Tommy Cook (1901-1950) was born at 30 South Street, Cuckfield where his parents Alfred and Eliza ran a sweet shop. He showed early promise as a footballer and was only 12 when he started playing for Cuckfield Football Club.
He enlisted in the Royal Navy during World War One and was awarded a gallantry medal for rescuing a shipmate from the waters off the Russian port of Archangel.
In August 1921 Tommy joined Brighton and Hove Albion, making 209 appearances for the club and scoring 114 league goals, including 8 hat-tricks. He was capped for England in 1925, unheard of for a player in such a low division – as it would be today.
Tommy wanted to keep fit during the football off season, and to supplement his modest club wages, so he turned to cricket, where his athletic skills were no less impressive. After only one game for Cuckfield Second XI, he was invited to play for Sussex. As a county player he scored 20,000 runs including 32 centuries and was considered very unlucky not to have played for England. He retired from his sporting career at the age of 36.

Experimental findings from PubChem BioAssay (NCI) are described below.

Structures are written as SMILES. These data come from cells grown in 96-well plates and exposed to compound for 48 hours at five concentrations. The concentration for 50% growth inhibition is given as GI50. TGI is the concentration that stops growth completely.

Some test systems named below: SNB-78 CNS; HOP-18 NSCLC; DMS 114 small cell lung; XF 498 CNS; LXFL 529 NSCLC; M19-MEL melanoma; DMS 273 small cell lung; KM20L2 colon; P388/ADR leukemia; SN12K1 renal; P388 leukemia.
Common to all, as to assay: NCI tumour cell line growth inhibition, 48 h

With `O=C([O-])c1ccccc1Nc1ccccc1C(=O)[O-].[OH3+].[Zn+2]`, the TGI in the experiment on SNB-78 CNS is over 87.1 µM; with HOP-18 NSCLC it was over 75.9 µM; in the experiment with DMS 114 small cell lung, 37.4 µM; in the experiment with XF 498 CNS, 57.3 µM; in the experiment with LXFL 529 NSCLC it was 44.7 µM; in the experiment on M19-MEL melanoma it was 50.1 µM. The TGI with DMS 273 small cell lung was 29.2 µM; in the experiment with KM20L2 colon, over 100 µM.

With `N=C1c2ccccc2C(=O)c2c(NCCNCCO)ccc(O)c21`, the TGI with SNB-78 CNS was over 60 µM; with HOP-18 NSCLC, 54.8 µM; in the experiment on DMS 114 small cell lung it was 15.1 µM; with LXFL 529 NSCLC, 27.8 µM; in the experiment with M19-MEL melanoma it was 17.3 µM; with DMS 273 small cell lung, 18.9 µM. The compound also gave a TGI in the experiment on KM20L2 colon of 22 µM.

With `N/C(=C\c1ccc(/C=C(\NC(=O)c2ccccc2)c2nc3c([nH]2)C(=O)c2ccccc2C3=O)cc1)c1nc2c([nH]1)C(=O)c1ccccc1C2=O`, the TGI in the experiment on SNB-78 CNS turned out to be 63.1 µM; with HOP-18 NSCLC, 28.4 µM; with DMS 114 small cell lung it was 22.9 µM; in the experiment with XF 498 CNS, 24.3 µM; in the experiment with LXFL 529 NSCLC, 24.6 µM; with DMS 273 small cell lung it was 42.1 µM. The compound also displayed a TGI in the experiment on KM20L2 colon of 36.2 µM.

Eliza Cook was Tommy’s greatest supporter: once when he made a spectacular catch she jumped up and shouted at the top of her voice “I’M HIS MOTHER!”